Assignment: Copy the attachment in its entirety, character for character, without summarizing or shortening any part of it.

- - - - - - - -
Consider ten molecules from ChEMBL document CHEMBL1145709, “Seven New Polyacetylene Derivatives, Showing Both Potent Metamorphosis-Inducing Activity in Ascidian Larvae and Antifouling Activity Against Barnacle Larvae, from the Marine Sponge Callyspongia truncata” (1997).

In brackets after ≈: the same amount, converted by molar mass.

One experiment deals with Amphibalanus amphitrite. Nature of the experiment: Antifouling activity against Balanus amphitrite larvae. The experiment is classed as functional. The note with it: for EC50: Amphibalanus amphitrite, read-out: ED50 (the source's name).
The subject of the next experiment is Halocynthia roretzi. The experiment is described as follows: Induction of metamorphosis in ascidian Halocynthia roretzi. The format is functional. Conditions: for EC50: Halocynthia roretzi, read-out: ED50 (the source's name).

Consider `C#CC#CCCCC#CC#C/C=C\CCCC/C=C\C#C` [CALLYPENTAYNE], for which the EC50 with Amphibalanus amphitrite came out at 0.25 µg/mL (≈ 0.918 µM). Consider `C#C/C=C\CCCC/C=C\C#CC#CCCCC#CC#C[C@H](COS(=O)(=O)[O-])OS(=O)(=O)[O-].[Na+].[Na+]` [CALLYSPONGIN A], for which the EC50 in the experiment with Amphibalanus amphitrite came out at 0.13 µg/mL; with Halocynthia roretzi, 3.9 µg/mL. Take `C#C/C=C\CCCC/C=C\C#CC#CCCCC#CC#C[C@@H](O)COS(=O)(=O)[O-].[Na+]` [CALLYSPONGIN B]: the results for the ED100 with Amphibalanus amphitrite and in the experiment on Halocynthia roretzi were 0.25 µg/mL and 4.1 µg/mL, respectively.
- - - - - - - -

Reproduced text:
Consider ten molecules from ChEMBL document CHEMBL1145709, “Seven New Polyacetylene Derivatives, Showing Both Potent Metamorphosis-Inducing Activity in Ascidian Larvae and Antifouling Activity Against Barnacle Larvae, from the Marine Sponge Callyspongia truncata” (1997).

In brackets after ≈: the same amount, converted by molar mass.

One experiment deals with Amphibalanus amphitrite. Nature of the experiment: Antifouling activity against Balanus amphitrite larvae. The experiment is classed as functional. The note with it: for EC50: Amphibalanus amphitrite, read-out: ED50 (the source's name).
The subject of the next experiment is Halocynthia roretzi. The experiment is described as follows: Induction of metamorphosis in ascidian Halocynthia roretzi. The format is functional. Conditions: for EC50: Halocynthia roretzi, read-out: ED50 (the source's name).

Consider `C#CC#CCCCC#CC#C/C=C\CCCC/C=C\C#C` [CALLYPENTAYNE], for which the EC50 with Amphibalanus amphitrite came out at 0.25 µg/mL (≈ 0.918 µM). Consider `C#C/C=C\CCCC/C=C\C#CC#CCCCC#CC#C[C@H](COS(=O)(=O)[O-])OS(=O)(=O)[O-].[Na+].[Na+]` [CALLYSPONGIN A], for which the EC50 in the experiment with Amphibalanus amphitrite came out at 0.13 µg/mL; with Halocynthia roretzi, 3.9 µg/mL. Take `C#C/C=C\CCCC/C=C\C#CC#CCCCC#CC#C[C@@H](O)COS(=O)(=O)[O-].[Na+]` [CALLYSPONGIN B]: the results for the ED100 with Amphibalanus amphitrite and in the experiment on Halocynthia roretzi were 0.25 µg/mL and 4.1 µg/mL, respectively.